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Lee: Baker Mayfield is the obstacle the Cleveland Browns need to overcome

Kansas City, Missouri, USA; Cleveland Browns quarterback Baker Mayfield (6) calls an audible against the Kansas City Chiefs during the first half at GEHA Field at Arrowhead Stadium. Mandatory Credit: Jay Biggerstaff-USA TODAY Sports

There’s great clarity to be found when franchises are building toward playoff contention. Head coaches are tasked with perpetually planning the next schematic adjustments, general managers have every roster move thoroughly critiqued and the franchise’s ceiling rests on the shoulders of its quarterback.

I fight, tooth and nail, against as many of the overwrought narratives and conversations around quarterbacks as I can, but some will always have merit: to win a division, you’ll typically need good quarterback play; to win road playoff games and Super Bowls, you’ll need great quarterback play.

That, of course, means teams need to protect a QB with more than just a left tackle. They need to roster elite running backs at a discount, hire a head coach who uses RPO and play-action concepts to shrink the field and field an above-average defense to keep the signal-caller comfortable.

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When I think of the 2021 Cleveland Browns, I don’t see a franchise missing the ingredients necessary to succeed. Short of a “true” outside receiver — and who knows where Cleveland could’ve found one of those — the Browns were planning on cashing in this season. Their core pieces are young, which allowed Cleveland to put together a talented, experienced offensive line and buy high on key off-ball role players defensively.

There’s an argument that the best edge rusher and running back in the NFL are on this roster. And yet, with two Sundays left in the regular season, the Browns are dead last in their division and closer (today) to a top-10 pick in the 2022 NFL Draft than they are to a wild-card playoff berth.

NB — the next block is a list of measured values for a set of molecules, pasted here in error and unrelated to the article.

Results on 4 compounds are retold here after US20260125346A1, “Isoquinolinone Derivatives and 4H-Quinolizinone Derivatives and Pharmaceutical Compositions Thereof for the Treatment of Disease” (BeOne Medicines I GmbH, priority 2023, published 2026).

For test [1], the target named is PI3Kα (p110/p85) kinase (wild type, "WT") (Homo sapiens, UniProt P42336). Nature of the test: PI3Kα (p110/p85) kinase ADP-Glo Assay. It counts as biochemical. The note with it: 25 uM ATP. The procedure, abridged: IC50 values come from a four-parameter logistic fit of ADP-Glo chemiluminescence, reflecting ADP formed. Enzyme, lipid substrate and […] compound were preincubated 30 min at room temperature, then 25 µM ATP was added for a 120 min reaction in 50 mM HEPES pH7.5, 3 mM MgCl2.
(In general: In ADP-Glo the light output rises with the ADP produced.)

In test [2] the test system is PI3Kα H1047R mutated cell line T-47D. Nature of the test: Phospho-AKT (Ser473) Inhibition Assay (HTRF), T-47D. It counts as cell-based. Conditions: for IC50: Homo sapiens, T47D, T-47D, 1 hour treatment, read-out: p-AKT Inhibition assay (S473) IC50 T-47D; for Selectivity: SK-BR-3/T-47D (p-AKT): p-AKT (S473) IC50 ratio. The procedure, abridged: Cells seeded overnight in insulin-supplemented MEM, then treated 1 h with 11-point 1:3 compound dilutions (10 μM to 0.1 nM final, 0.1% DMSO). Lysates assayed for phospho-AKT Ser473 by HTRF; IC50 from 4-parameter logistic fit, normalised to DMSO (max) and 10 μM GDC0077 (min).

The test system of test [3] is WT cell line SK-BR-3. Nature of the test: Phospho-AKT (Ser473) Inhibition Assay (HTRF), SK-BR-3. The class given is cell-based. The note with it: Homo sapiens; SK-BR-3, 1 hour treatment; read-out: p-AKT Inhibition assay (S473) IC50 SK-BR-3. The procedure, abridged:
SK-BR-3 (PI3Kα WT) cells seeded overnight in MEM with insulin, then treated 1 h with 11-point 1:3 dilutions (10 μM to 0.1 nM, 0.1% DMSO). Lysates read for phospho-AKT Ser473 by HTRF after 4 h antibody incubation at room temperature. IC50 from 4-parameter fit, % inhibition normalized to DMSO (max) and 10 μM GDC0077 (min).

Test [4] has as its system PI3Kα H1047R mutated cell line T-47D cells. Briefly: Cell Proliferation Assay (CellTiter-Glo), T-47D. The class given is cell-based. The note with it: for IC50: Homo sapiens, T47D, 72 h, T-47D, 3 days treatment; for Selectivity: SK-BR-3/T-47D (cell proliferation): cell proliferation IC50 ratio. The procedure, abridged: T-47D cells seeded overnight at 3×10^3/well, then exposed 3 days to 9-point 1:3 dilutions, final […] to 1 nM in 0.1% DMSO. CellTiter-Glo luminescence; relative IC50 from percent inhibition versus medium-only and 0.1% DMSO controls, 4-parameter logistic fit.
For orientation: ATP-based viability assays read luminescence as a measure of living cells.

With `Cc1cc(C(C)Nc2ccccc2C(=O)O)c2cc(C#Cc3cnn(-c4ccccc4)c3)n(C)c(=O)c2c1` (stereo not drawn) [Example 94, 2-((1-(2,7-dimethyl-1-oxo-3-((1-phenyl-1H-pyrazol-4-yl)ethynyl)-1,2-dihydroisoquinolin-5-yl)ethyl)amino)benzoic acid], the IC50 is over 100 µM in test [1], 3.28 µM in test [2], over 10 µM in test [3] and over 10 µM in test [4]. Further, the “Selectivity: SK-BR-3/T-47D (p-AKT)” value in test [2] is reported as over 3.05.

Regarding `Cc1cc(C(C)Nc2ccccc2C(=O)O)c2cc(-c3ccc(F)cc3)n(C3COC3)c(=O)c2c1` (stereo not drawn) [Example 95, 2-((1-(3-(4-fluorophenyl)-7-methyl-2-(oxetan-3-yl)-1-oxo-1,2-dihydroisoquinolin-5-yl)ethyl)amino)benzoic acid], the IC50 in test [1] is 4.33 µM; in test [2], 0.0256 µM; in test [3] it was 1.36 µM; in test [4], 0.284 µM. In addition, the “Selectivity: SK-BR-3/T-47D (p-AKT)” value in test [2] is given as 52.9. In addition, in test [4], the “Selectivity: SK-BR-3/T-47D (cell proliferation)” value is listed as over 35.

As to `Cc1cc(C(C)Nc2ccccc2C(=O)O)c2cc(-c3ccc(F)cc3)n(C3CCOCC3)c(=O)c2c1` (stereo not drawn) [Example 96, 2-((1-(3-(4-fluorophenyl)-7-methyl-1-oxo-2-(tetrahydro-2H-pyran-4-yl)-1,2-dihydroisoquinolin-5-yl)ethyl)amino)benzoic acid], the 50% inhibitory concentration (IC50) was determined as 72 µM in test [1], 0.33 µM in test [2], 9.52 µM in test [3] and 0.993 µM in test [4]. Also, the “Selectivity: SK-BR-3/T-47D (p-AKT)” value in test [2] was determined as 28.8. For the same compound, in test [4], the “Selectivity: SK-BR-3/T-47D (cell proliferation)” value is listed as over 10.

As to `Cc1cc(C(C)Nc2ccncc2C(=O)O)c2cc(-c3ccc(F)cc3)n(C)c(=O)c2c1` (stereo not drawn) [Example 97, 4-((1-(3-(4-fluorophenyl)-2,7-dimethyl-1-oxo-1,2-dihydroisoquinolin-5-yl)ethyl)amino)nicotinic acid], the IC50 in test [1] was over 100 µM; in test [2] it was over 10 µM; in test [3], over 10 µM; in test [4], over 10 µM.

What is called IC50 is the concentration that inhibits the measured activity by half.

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It’s time to tell the truth about Baker Mayfield — the quarterback meant to lift this organization into contention looks like the biggest hole on the roster.

The spotlight burned brightest on Christmas weekend against the Green Bay Packers, and it seemed to blind Mayfield en route to a four-interception loss.

Baker Mayfield: Passing statistics since Week 10 (rank among 39 qualifying quarterbacks)
Dropbacks 172 (22nd)
Yards per attempt 5.9 (30th)
Interceptions 8 (T-1st)
Adjusted completion % 67.1% (32nd)
Passer rating from a clean pocket 79.2 (32nd)
PFF Passing grade 49.5 (36th)

That dismal performance may stand out amid this 2-4 slump, but it hardly stands alone. The Green Bay Packers and New England Patriots have great defenses, but this uninspiring six-game stretch includes a pair of games against the Baltimore Ravens, Las Vegas Raiders and the rebuilding Detroit Lions.

Considering the competition, supporting cast, the film and the data, Mayfield has been the worst passer in the NFL over the second half of the season.

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Diagnosing Mayfield’s season requires digging through the contextual factors because football is an inherently situational game, no matter the position.

For example, a quarterback might be performing well in less volatile situations, such as when he is able to throw from a clean pocket or off a play-action fake that sucks the linebacker out of the throwing window. But things might start to melt down when that same quarterback is forced to throw off-rhythm.

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